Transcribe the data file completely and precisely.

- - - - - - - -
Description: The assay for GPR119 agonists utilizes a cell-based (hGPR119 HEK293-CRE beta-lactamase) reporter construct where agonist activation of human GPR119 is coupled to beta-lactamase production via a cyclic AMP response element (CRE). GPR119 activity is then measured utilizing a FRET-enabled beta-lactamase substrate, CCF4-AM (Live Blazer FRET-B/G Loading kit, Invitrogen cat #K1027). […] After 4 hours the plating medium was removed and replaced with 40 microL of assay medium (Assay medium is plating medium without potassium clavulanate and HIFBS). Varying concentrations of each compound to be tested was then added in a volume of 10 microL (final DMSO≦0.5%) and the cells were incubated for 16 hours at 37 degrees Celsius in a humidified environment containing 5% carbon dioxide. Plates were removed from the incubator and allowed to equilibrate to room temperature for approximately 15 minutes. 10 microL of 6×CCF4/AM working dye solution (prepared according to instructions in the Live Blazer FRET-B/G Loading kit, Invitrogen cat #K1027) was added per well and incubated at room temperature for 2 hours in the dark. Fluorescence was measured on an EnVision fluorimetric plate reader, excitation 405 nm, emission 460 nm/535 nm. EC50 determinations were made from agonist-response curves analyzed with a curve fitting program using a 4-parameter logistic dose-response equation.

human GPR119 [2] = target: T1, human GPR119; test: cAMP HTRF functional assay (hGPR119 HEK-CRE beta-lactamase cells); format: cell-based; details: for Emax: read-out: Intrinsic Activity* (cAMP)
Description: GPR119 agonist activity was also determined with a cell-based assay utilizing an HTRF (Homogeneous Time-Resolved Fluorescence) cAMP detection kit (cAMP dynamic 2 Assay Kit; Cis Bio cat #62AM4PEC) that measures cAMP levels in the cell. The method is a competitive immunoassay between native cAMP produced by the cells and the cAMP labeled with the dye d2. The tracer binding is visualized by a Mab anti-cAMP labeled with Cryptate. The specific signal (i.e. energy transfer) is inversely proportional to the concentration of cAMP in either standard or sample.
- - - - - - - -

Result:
Description: The assay for GPR119 agonists utilizes a cell-based (hGPR119 HEK293-CRE beta-lactamase) reporter construct where agonist activation of human GPR119 is coupled to beta-lactamase production via a cyclic AMP response element (CRE). GPR119 activity is then measured utilizing a FRET-enabled beta-lactamase substrate, CCF4-AM (Live Blazer FRET-B/G Loading kit, Invitrogen cat #K1027). […] After 4 hours the plating medium was removed and replaced with 40 microL of assay medium (Assay medium is plating medium without potassium clavulanate and HIFBS). Varying concentrations of each compound to be tested was then added in a volume of 10 microL (final DMSO≦0.5%) and the cells were incubated for 16 hours at 37 degrees Celsius in a humidified environment containing 5% carbon dioxide. Plates were removed from the incubator and allowed to equilibrate to room temperature for approximately 15 minutes. 10 microL of 6×CCF4/AM working dye solution (prepared according to instructions in the Live Blazer FRET-B/G Loading kit, Invitrogen cat #K1027) was added per well and incubated at room temperature for 2 hours in the dark. Fluorescence was measured on an EnVision fluorimetric plate reader, excitation 405 nm, emission 460 nm/535 nm. EC50 determinations were made from agonist-response curves analyzed with a curve fitting program using a 4-parameter logistic dose-response equation.

human GPR119 [2] = target: T1, human GPR119; test: cAMP HTRF functional assay (hGPR119 HEK-CRE beta-lactamase cells); format: cell-based; details: for Emax: read-out: Intrinsic Activity* (cAMP)
Description: GPR119 agonist activity was also determined with a cell-based assay utilizing an HTRF (Homogeneous Time-Resolved Fluorescence) cAMP detection kit (cAMP dynamic 2 Assay Kit; Cis Bio cat #62AM4PEC) that measures cAMP levels in the cell. The method is a competitive immunoassay between native cAMP produced by the cells and the cAMP labeled with the dye d2. The tracer binding is visualized by a Mab anti-cAMP labeled with Cryptate. The specific signal (i.e. energy transfer) is inversely proportional to the concentration of cAMP in either standard or sample.